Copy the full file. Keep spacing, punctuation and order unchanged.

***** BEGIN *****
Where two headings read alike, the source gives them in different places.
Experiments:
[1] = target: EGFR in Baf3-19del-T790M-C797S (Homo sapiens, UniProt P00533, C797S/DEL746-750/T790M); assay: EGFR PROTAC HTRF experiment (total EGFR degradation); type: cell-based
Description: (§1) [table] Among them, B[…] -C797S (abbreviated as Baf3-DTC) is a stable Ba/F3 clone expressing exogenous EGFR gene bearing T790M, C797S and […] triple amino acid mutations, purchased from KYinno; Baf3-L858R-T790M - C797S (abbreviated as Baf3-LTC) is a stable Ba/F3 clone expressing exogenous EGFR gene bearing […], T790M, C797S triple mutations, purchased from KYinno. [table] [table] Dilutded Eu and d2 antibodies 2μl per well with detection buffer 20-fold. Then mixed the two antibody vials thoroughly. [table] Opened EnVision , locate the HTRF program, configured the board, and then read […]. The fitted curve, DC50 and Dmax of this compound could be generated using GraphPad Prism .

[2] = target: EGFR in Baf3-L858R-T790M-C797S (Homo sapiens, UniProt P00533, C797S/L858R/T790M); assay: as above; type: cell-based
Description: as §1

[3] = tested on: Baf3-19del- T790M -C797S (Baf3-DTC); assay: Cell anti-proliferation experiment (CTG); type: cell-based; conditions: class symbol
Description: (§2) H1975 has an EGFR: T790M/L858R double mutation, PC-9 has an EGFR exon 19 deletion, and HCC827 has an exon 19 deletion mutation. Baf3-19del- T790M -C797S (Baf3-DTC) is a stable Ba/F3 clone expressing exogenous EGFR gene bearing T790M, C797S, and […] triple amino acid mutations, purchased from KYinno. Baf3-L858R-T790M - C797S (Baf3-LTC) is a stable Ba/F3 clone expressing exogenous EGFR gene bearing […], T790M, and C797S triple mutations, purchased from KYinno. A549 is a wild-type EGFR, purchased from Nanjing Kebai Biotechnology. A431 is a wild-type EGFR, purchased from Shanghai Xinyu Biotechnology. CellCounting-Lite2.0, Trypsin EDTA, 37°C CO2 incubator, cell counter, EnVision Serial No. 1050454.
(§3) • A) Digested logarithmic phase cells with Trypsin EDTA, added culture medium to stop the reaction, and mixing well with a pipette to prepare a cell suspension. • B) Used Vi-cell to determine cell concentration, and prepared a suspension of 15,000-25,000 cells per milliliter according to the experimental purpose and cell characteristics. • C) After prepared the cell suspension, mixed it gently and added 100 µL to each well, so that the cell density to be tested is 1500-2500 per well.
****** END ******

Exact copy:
Where two headings read alike, the source gives them in different places.
Experiments:
[1] = target: EGFR in Baf3-19del-T790M-C797S (Homo sapiens, UniProt P00533, C797S/DEL746-750/T790M); assay: EGFR PROTAC HTRF experiment (total EGFR degradation); type: cell-based
Description: (§1) [table] Among them, B[…] -C797S (abbreviated as Baf3-DTC) is a stable Ba/F3 clone expressing exogenous EGFR gene bearing T790M, C797S and […] triple amino acid mutations, purchased from KYinno; Baf3-L858R-T790M - C797S (abbreviated as Baf3-LTC) is a stable Ba/F3 clone expressing exogenous EGFR gene bearing […], T790M, C797S triple mutations, purchased from KYinno. [table] [table] Dilutded Eu and d2 antibodies 2μl per well with detection buffer 20-fold. Then mixed the two antibody vials thoroughly. [table] Opened EnVision , locate the HTRF program, configured the board, and then read […]. The fitted curve, DC50 and Dmax of this compound could be generated using GraphPad Prism .

[2] = target: EGFR in Baf3-L858R-T790M-C797S (Homo sapiens, UniProt P00533, C797S/L858R/T790M); assay: as above; type: cell-based
Description: as §1

[3] = tested on: Baf3-19del- T790M -C797S (Baf3-DTC); assay: Cell anti-proliferation experiment (CTG); type: cell-based; conditions: class symbol
Description: (§2) H1975 has an EGFR: T790M/L858R double mutation, PC-9 has an EGFR exon 19 deletion, and HCC827 has an exon 19 deletion mutation. Baf3-19del- T790M -C797S (Baf3-DTC) is a stable Ba/F3 clone expressing exogenous EGFR gene bearing T790M, C797S, and […] triple amino acid mutations, purchased from KYinno. Baf3-L858R-T790M - C797S (Baf3-LTC) is a stable Ba/F3 clone expressing exogenous EGFR gene bearing […], T790M, and C797S triple mutations, purchased from KYinno. A549 is a wild-type EGFR, purchased from Nanjing Kebai Biotechnology. A431 is a wild-type EGFR, purchased from Shanghai Xinyu Biotechnology. CellCounting-Lite2.0, Trypsin EDTA, 37°C CO2 incubator, cell counter, EnVision Serial No. 1050454.
(§3) • A) Digested logarithmic phase cells with Trypsin EDTA, added culture medium to stop the reaction, and mixing well with a pipette to prepare a cell suspension. • B) Used Vi-cell to determine cell concentration, and prepared a suspension of 15,000-25,000 cells per milliliter according to the experimental purpose and cell characteristics. • C) After prepared the cell suspension, mixed it gently and added 100 µL to each well, so that the cell density to be tested is 1500-2500 per well.